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The current Information Today poll asks whether ebooks have a place in libraries. When I checked a minute ago, the voting ran 61% yes v. 39% no.
On May 29, the UCITA Standby Committee submitted 38 amendments to UCITA. The amendments respond to criticisms from the ABA, not the ALA, but some of them will definitely help libraries. Here's my quick take on the relevant amendments. I'd like to hear from anyone who sees official responses to these amendments from library groups.
Amendment #3 would block enforcement of licensing terms that try to prohibit "lawful public comment". Amendment #6 would block enforcemenet of licensing terms that try to prohibit "reverse engineering" of lawfully obtained software in order to make that software interoperable with "independently created" software (some exceptions apply). Amendment #8 would block enforcement of any terms in a shrink-wrap or other "mass-market license" that users could not review prior to the act of agreement, and in some cases vendors must give refunds when licensing terms are refused. Amendment #11 would remove implied warranties from free software. Amendment #12 would allow consumers of products with shrink-wrap licenses to transfer their rights to others when they donate the products to public schools, public libraries, or other consumers. Amendment #13 wouuld legalize some kinds of "electronic self-help" (difficult to summarize without access to the provisions not being amended).
The EFF has released its comments on the final report of the Broadcast Protection Discussion Group, concluding that
The Humbul Humanities Hub has launched My Humbul Include, a new service allowing web page creators to retrieve digital humanities resources dynamically from Humbul. Users select the Humbul records they want, cluster them in any way they want, generate the HTML code to retrieve them, and then paste the code into their pages. (Thanks to Michael Fraser.)
Subscribers to Elsevier's science portal, Nuclear Physics Electronic, thought they were buying long-term access to the ejournals in the collection. But now Elsevier has revoked access to five years' worth of these journals unless subscribers pay more to subscribe to Science Direct. This is not the first time Elsevier has taken such a step. For the Stuttgart University Library, it is the last straw. Quoting Bernd-Christoph Kaemper, a Stuttgart librarian:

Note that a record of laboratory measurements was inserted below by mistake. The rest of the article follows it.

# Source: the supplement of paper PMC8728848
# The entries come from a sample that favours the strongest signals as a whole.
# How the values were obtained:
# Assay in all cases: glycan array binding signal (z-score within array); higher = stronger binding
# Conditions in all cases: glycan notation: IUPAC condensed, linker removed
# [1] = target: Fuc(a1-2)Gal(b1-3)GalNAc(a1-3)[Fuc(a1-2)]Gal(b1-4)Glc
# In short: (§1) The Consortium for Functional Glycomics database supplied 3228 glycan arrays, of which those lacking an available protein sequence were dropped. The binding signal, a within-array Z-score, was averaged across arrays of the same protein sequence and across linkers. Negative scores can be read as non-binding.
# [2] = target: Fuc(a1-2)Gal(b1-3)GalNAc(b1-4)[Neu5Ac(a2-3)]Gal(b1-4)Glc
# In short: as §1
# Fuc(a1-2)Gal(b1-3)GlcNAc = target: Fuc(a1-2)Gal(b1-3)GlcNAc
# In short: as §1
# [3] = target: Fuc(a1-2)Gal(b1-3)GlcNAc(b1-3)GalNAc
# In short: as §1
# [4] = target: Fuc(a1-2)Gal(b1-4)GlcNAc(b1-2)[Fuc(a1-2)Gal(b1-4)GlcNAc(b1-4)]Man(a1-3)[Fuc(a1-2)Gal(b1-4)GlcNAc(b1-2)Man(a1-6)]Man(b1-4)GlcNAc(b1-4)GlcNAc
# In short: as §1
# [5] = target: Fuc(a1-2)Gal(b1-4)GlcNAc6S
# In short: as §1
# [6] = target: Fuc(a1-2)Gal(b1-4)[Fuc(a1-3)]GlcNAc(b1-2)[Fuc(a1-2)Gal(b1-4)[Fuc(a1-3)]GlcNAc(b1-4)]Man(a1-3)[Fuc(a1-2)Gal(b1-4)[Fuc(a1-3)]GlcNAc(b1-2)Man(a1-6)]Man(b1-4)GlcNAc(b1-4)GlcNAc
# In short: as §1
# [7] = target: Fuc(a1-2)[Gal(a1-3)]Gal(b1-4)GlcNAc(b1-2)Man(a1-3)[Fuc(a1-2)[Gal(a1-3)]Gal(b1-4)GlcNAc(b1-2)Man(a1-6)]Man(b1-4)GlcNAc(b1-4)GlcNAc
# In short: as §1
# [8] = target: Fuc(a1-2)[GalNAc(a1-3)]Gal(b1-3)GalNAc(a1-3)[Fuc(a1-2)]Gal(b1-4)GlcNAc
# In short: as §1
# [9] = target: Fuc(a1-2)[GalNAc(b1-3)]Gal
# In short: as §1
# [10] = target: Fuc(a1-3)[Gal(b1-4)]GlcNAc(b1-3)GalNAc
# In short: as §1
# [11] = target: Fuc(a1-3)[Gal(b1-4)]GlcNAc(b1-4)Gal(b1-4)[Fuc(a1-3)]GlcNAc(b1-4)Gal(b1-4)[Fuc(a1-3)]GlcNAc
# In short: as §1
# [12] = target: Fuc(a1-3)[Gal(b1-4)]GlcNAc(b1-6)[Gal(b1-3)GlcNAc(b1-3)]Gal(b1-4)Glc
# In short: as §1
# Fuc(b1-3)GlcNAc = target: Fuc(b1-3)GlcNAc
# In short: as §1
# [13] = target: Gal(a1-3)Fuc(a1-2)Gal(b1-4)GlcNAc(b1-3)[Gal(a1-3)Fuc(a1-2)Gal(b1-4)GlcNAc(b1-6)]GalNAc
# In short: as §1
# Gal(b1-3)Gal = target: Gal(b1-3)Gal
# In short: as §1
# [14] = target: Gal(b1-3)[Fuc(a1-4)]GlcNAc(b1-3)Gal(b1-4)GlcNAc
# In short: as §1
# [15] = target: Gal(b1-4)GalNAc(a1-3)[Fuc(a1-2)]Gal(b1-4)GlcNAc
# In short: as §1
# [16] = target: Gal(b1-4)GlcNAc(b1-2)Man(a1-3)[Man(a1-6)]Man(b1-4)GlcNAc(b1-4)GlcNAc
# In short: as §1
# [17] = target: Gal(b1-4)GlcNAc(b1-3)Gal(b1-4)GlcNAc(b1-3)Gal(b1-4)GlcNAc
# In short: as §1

[O]ur university's library advisory board unanimously decided to back up the library's proposal for a politically motivated "emergency decision" to cancel our Elsevier subscriptions. At the same time, we'll encourage faculty to publish in not-for-profit society and open access journals and to follow a consequent strategy to self-archive their refereed journal articles in open electronic archives. Stuttgart University library is a signatory to the Budapest Open Access Initiative.See Kaemper's full public letter. (Thanks to LibLicense.)
At the same meeting that launched Lawrence Lessig's Creative Commons, Tim O'Reilly announced that all O'Reilly books by consenting authors would be given only a 14 year copyright before passing into the public domain. Copyrights lasted for 14 years at the time the U.S. Constitution was ratified, but now last for the author's life plus 70 years, or 95 years for works by corporations.
The DMCA is harmful to libraries and scholarship. But how specific can you be in proposing a constructive alternative that would respect IP rights as far as they ought be respected and no further? There are several interesting discussion threads on the LibLicense list at the moment, all trying to do just that.
Publishers and librarians share some interests and conflict on others. As president of the AAP, Pat Schroeder has a record of emphasizing the conflict --e.g. that publishers want to limit access while librarians want to extend it. But on May 22, she held out an olive branch in a speech at the Australian Library and Information Association. She didn't bridge the conflict, but she seemed on intent on avoiding any mention of it and highlighting the common ground. She insisted that publishers must charge for online content, and that this benefits even academic authors, but she praised librarians for indexing the internet and joining publishers in the fight against censorship. (Thanks to LIS News.)
Konrad Lischka, Der Geist, der aus der Flasche kam, in Telepolis for March 16, 2002. This is a very positive article on the Budapest Open Access Initiative from two months ago that I didn't know about until this week. Lischka's "ghost in/out of the bottle" metaphor is an allusion to Derk Haank's February interview in Information Today.